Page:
Buy it: EntertainmentEarth

10. House Stark Men’s Wallet; $16

A Game of Thrones themed watch
Toynk

Winter’s no longer coming, but the Stark family's propensity for bold fashion choices can never die. Manufactured with both inside and outside pockets, this direwolf-inspired wallet is the perfect place to store your cards, cash, and ID.

Buy it: Toynk

11. Mr. Incredible “Incredible Dad” Mug, $15

An Incredibles themed mug
ShopDisney

Cue the brass music. Grabbing some coffee with a Pixar superhero sounds like an awesome—or dare we say, incredible?—way for your dad to start his day. Mom can join in the fun, too: Disney also sells a Mrs. Incredible version of the mug.

Buy it: ShopDisney

12. Star Wars phone cases from Otterbox; $46-$56

Star Wars phone cases from OtterBox.
Otterbox

If your dad’s looking for a phone case to show off his love of all things Star Wars, head to Otterbox. Whether he’s into the Dark Side with Darth Vader and Kylo Ren, the droids, Chewbacca, or Boba Fett, you’ll be able to find a phone case to fit his preference. The designs are available for both Samsung and Apple products, and you can check them all out here.

Buy it: Otterbox

13. 3D Puzzles; $50

3D Harry Potter puzzle from Amazon.
Wrebbit 3D

Help dad recreate some of his favorite fictional locations with these 3D puzzles from Wrebbit 3D. The real standouts are the 850-piece model of Hogwarts's Great Hall and the 910-piece version of Winterfell from Game of Thrones. If dad's tastes are more in line with public broadcasting, you could also pick him up an 890-piece Downton Abbey puzzle to bring a little upper-crust elegance to the homestead.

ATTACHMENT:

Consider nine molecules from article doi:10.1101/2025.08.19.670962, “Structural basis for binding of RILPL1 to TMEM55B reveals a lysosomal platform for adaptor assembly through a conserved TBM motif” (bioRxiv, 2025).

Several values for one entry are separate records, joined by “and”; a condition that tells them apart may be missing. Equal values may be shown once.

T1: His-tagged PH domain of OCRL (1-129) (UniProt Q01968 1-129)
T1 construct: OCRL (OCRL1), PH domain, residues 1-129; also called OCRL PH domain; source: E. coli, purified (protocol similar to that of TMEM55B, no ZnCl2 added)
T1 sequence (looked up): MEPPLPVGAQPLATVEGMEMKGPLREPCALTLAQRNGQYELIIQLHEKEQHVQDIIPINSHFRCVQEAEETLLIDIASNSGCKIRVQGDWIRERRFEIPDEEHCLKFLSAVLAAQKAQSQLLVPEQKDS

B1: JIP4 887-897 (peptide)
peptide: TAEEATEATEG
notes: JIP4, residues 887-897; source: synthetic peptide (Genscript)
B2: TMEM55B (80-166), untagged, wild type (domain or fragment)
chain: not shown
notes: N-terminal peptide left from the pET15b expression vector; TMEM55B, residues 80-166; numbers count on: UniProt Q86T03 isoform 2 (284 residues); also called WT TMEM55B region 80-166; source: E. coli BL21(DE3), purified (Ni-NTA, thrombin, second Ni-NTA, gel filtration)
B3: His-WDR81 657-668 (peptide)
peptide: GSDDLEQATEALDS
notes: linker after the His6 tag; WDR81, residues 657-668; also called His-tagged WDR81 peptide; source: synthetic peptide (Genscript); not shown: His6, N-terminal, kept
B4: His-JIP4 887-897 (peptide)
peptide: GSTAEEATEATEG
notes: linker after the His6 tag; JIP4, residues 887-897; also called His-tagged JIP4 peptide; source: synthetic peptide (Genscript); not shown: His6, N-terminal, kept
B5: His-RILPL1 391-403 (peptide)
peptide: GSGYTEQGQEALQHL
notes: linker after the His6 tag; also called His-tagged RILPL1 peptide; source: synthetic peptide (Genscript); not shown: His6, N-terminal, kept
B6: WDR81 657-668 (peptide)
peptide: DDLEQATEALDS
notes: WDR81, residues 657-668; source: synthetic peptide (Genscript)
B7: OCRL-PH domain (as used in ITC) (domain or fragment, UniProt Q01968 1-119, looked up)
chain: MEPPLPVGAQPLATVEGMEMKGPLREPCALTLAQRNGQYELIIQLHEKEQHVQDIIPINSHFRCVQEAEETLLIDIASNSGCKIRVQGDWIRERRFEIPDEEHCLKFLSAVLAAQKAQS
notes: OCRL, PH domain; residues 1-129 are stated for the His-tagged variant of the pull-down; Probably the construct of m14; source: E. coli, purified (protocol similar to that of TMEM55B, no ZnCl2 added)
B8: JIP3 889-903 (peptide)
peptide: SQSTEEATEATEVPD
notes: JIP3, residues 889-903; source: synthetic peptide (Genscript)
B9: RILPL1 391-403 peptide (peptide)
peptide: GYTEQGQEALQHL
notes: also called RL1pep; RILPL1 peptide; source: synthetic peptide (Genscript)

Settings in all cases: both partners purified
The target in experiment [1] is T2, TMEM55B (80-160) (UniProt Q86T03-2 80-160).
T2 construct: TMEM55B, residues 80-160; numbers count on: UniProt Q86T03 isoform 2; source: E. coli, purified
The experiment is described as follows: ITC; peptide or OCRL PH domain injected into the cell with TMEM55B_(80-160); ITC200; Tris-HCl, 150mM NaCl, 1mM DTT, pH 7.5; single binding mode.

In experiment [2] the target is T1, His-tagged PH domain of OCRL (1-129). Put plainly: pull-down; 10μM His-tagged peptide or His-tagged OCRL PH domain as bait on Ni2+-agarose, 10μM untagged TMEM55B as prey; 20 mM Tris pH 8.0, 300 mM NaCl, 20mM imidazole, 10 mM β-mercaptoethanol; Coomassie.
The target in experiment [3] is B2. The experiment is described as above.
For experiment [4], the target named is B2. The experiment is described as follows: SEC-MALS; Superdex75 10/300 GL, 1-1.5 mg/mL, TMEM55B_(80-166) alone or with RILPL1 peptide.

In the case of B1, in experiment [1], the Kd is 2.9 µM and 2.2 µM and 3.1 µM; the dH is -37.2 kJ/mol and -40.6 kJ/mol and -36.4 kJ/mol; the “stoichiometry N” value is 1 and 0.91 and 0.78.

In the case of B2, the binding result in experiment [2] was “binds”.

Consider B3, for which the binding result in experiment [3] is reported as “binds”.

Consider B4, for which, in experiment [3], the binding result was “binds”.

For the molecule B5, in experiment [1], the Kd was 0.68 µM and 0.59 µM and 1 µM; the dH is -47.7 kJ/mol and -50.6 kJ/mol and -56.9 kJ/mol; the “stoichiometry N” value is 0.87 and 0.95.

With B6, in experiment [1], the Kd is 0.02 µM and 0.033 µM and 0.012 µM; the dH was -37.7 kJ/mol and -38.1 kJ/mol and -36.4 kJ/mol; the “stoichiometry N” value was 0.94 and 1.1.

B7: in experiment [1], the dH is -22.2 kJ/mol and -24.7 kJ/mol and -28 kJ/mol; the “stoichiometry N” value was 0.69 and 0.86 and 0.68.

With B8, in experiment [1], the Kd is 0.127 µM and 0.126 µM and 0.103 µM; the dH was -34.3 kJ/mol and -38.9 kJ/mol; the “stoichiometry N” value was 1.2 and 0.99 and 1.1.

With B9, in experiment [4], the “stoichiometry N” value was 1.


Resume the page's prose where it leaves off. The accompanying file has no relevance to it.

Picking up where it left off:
Buy it: Hogwarts (Amazon), Winterfell (Amazon), Downton Abbey (Amazon)

At Mental Floss, we only write about the products we love and want to share with our readers, so all products are chosen independently by our editors. Mental Floss has affiliate relationships with certain retailers and may receive a percentage of any sale made from the links on this page. Prices and availability are accurate as of the time of publication.

How to Make Wearing a Face Mask More Comfortable During the Warm, Sweaty Summer Months

Cloth face masks can make for a sweaty summer.
Cloth face masks can make for a sweaty summer.
elladoro/iStock via Getty Images

As the coronavirus pandemic continues to challenge the world’s population to rethink everyday behaviors, it seems likely people will continue to practice both social distancing and the use of a cloth face mask throughout the summer. (Cloth masks can’t stop infectious particles from entering the nose and mouth, but they can reduce the spread of respiratory droplets by wearers.)

Once tolerable, these masks might grow to be uncomfortable as temperatures rise and the fabric begins to trap heat. Fortunately, there are some steps you can take to minimize discomfort.

According to health experts who spoke to writer Nick Vadala of The Philadelphia Inquirer, the best strategy for a heat-friendly face mask is to opt for a 100 percent cotton fabric. Polyester and other synthetic materials can trap heat, causing wearers to build up sweat and moisture around their face quickly.

You’ll want to avoid any kind of filter, which are also synthetic and make breathing more difficult.

Snug masks can also be harder to tolerate when it’s warm out. To adjust the fit, it’s better to use a mask that has ties rather than elastic straps, which can irritate the ears.

The biggest adjustment wearers may have to make in adhering to mask recommendations in the summer is to carry more than one. As masks get damp from sweat, they’ll need to be switched out for a dry one. You’ll want to be sure to do that only after washing or sanitizing your hands and making the switch away from other people.

Despite your best efforts, skin irritation might persist. It’s a good idea to use moisturizer to heal skin affected by trapped heat and moisture.

[h/t The Philadelphia Inquirer]